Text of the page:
Merry Christmas to All

I just realized that I have abandoned this blog, charliebrowntreewhich is a thoughtless thing to do, especially coming from someone who has severe abandonment issues ūüėõ

I hope everyone’s holiday season has been well. I find holidays difficult- family get-together trigger me, and I’m clearly reminded that I don’t have a life of my own, having to tag along to my sister’s Christmas celebrations. However, I tried to stay positive (thank you Wellbutrin!), focusing on making cookies for my co-workers and neighbors, sending Christmas cards, volunteering for the Christmas Kettle, watching many Christmas movies, and going on snow walks. I can’t say this was my best Christmas but it sure beats past ones…

Actually, I should be celebrating because three years ago I OD’d and spent Christmas, New Years and my birthday in the hospital, and I haven’t been hospitalized ever since then. I have come a LONG way in three years. My psychiatrist says I’m doing a marvelous job with recovery. It’s still extremely frustrating, two steps forward, one step back. Actually, it doesn’t even follow a consistent pattern like that. Sometimes I’ll leap ten steps forward, fall flat on my face, and be unable to function for several days- that’s more like it. But all and all, as the year comes to a close, I’m grateful for the progress I have made and my current stability.

I wish everyone peace and health in the New Year!

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Hello, World

gardener-1015584_640I’m slowly starting to return to¬†this world. I’m 10lbs. lighter and I will have missed two weeks of work when I officially go back at the end of the week, but at least I didn’t end up in the hospital or SI or anything.¬†This was, in fact, an episode of DID- not depression, although from an outsider’s perspective it pretty much just looks like I had a nervous breakdown and fell into depression. (Not to mention that in the midst of it, I still always forget that it might be a DID episode, as amnesia is a key a part of the disorder.) The road back in different though. I need to stabilize my nervous system, as opposed to loading it up with antidepressants. Up goes the Topamax and Latuda and down goes the Zoloft.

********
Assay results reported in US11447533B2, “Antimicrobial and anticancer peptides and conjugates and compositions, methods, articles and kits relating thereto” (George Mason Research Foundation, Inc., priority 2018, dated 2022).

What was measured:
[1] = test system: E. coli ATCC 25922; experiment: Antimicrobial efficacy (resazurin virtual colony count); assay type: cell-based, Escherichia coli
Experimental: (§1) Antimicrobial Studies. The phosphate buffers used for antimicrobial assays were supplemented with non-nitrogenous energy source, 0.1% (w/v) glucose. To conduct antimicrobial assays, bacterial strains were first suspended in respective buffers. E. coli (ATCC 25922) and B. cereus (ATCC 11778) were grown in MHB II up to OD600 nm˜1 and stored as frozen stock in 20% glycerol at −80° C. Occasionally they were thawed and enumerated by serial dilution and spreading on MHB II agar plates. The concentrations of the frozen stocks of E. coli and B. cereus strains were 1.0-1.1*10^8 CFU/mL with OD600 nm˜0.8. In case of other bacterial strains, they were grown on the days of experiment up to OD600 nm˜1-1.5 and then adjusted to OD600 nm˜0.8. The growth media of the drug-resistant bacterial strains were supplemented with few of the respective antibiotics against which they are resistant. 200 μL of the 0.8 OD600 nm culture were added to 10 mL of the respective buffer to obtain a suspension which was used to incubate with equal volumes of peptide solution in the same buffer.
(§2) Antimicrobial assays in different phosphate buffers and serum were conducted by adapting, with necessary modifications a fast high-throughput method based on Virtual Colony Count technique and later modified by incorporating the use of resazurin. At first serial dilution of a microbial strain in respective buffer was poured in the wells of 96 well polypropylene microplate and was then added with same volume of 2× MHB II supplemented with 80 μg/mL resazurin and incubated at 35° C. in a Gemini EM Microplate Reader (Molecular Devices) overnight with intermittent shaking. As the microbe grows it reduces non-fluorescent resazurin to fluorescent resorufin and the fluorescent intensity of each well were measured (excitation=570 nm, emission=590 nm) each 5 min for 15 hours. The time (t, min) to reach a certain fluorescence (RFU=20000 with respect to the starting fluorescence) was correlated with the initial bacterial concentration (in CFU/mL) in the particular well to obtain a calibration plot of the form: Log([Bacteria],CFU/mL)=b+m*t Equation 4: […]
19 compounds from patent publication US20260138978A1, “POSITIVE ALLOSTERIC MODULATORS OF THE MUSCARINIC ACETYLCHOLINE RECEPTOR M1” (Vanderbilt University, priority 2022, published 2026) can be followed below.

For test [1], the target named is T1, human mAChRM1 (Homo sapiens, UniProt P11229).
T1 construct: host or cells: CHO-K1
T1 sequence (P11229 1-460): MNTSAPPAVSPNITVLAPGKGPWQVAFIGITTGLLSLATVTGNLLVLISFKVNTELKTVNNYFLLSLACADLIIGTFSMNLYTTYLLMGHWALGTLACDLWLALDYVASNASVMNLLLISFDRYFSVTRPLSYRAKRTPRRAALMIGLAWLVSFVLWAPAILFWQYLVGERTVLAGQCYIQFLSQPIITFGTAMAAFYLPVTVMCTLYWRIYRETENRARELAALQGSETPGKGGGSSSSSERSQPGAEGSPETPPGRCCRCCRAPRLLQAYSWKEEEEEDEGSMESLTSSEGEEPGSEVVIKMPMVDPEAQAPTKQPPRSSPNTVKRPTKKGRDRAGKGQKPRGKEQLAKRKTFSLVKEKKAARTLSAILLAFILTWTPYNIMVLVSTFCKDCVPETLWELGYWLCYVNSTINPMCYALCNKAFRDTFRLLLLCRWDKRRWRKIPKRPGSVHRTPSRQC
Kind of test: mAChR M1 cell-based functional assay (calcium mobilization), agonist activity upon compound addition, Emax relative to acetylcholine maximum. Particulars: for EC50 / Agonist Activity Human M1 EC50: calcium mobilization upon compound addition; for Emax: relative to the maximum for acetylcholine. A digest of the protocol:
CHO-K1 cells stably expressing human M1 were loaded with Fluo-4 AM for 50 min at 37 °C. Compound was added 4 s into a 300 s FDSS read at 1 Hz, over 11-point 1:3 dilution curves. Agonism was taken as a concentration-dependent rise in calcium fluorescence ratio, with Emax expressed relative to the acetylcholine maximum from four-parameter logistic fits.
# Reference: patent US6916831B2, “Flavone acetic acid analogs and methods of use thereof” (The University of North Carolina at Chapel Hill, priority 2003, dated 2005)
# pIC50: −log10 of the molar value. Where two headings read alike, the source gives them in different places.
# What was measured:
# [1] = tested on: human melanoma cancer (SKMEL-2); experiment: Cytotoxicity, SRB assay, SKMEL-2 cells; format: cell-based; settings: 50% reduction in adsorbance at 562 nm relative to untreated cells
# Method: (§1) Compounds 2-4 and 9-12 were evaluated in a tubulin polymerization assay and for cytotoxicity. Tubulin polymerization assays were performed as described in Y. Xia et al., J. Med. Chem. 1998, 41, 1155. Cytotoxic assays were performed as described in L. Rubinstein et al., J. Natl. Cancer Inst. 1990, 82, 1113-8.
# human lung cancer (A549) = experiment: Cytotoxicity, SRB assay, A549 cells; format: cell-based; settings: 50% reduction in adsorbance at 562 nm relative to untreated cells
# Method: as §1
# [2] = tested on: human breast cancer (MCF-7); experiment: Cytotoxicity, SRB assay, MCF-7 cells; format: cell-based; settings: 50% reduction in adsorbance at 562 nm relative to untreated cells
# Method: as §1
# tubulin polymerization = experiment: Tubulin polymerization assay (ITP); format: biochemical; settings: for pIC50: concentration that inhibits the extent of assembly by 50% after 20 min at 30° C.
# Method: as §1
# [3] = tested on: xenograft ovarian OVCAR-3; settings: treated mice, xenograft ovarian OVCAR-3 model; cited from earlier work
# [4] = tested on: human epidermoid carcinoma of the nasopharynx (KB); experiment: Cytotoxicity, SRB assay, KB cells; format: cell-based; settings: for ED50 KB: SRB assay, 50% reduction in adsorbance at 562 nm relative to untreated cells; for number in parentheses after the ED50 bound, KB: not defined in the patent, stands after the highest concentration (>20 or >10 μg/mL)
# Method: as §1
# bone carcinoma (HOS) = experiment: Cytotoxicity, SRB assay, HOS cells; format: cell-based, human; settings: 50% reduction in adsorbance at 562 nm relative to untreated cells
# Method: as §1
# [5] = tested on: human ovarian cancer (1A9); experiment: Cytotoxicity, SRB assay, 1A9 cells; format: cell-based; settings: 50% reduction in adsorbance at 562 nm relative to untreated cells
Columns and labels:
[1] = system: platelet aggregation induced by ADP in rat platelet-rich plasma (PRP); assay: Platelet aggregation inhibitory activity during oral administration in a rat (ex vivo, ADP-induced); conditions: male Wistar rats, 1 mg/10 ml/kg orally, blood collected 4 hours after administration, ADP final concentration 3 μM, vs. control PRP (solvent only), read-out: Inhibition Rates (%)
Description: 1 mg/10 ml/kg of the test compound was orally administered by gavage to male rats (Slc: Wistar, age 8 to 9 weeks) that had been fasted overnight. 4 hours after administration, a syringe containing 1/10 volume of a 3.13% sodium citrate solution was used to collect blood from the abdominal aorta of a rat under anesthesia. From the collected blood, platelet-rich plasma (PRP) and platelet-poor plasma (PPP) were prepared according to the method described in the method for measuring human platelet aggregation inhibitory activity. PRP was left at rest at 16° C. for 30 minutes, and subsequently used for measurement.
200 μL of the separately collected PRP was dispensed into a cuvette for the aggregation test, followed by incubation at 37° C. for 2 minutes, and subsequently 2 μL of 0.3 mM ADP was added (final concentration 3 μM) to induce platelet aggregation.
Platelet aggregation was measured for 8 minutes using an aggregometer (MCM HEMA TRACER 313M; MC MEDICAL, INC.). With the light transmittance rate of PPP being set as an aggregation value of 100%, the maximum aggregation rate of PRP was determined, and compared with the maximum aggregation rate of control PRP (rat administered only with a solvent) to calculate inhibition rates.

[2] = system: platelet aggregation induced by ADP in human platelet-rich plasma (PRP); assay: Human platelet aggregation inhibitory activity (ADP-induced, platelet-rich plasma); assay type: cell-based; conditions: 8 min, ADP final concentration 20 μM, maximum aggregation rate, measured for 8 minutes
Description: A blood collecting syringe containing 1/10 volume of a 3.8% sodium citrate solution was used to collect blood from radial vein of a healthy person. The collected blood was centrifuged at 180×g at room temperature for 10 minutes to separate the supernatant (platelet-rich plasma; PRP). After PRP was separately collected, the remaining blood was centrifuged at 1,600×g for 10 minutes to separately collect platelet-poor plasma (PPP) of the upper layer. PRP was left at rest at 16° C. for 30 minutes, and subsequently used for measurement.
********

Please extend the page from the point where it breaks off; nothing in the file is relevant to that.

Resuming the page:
I’m still not back to my fully functioning self. I managed to go to a half-day work training session today but I was majorly panicking the whole time, and was almost in tears when I had to fill out a simple form and realized that my brain is not working right yet- a form? How do I fill out a form? (Even blogging is quite the task. I’ll keep this¬†short.) I checked my work email¬†to find over 300 emails, which overwhelmed me even more. As did interacting with a few co-workers. I’m still getting those “crazy looks.” I’m not sure exactly what I look like right now- Is it because¬†I’m pale? Have dark circle under my eyes? Lost weight fast? Look stoned on more medication? Am still dissociated? Or can people actually see crazy. See that something’s not right. Whatever it is, I’m getting those looks still. One more short training session tomorrow; two more days of rest, and then I officially go back to work. I pray that I’m more stable and strong by then.

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I have crashed into that dark world of depression, once again. Either that or it’s a different, dark DID state; I can’t be bothered with particulars. My brain is no longer working. I’m semi-mute, crying constantly, terrified, sleeping excessively, plagued by guilt, and having dark thoughts. I want to escape.

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An Episode

This is what an episode of DID looks and feels like on me. I know now, after years of therapy, how to recognize and identify what’s happening. ¬†Before I would simply think I had gone mad, sometimes resulting in time off work or hospitalizations. I’m not sure how this episode will pan out, as I’m non-functional at the moment, but at least I know what’s going on.¬†I do still fluctuate between states on a daily basis, but it takes much¬†more now to make for a full-blown “episode”.

DIDMy stress level had been pushed to its limit lately with my new job. I resorted to benzos to help deal with the anxiety. I lasted awhile this way, functioning pretty well because my anxiety was managed, but then I developed a tolerance to benzos and realized it probably wasn’t wise to be drugging myself so much that I’d be nodding off at red lights on the way to work. So I quit benzos. Quite proud that I kicked the habit. However, it hit me this week that the only way I had been getting through this job was by drugging myself. Not all of the job, mind you, but the presentation-type parts where I’d be on “display;” where I couldn’t hide my anxiety.